Reported use of communication strategies by SHHH members: Client, talker, and situational variables

N. Tye-Murray, S. C. Purdy, G. G. Woodworth

Research output: Contribution to journalArticle

20 Scopus citations

Abstract

Two hundred and twelve members of the Self Help for Hard of Hearing People (SHHH) organization completed a survey that evaluated their use of communication strategies. Reported use of strategies was correlated with attitudinal variables and social-interaction indices. On average, subjects agreed most strongly with questionnaire items stating they would ask a talker to repeat a misperceived utterance. They agreed less strongly with items stating they would ask the talker to restructure or elaborate an utterance. Subjects agreed strongly that they would use the communication strategies with familiar talkers, and less strongly that they would use them with unfamiliar talkers. Subjects who appeared less likely to say nothing after misperceiving an utterance were more likely to disagree that they were frustrated with their speechreading skills, and they appeared less likely to avoid social interactions. Subjects who indicated a greater likelihood of using anticipatory strategies, such as reviewing potential vocabulary before an appointment, were on average more likely to avoid social interactions. They also agreed more strongly that poor speechreaders appear less intelligent.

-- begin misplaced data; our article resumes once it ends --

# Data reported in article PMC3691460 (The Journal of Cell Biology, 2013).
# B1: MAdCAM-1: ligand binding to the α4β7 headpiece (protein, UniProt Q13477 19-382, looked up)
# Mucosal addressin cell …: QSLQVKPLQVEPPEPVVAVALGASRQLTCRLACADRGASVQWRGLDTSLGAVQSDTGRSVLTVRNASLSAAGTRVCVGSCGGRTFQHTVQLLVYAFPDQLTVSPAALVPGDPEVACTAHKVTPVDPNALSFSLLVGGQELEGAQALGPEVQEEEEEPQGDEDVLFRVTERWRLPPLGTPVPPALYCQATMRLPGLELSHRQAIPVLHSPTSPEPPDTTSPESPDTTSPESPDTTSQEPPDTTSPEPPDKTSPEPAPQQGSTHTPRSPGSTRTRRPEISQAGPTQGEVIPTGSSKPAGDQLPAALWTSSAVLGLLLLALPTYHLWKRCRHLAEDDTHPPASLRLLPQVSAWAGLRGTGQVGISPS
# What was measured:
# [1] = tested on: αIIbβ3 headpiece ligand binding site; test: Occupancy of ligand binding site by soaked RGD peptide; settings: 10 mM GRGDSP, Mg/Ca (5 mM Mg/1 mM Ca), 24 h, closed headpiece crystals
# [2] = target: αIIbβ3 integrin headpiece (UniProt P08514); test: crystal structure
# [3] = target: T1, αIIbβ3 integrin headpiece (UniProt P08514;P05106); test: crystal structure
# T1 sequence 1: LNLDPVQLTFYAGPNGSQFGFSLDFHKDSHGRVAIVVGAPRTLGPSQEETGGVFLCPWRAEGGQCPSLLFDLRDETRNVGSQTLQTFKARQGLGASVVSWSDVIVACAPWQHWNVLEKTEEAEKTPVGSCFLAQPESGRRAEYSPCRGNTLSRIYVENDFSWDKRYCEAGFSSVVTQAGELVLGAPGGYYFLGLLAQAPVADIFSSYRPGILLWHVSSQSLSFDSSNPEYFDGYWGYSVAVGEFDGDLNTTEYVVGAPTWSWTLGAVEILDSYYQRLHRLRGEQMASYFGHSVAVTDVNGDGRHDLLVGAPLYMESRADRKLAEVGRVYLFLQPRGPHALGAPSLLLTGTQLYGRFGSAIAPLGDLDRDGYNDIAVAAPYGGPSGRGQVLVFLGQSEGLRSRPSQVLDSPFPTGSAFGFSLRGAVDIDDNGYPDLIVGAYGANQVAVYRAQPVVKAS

Original languageEnglish
Pages (from-to)708-717
Number of pages10
JournalJournal of Speech and Hearing Research
Volume35
Issue number3
StatePublished - Jan 1 1992
Externally publishedYes

Keywords

  • aural rehabilitation
  • communication strategies
  • communication therapy
  • repair strategies
  • speechreading

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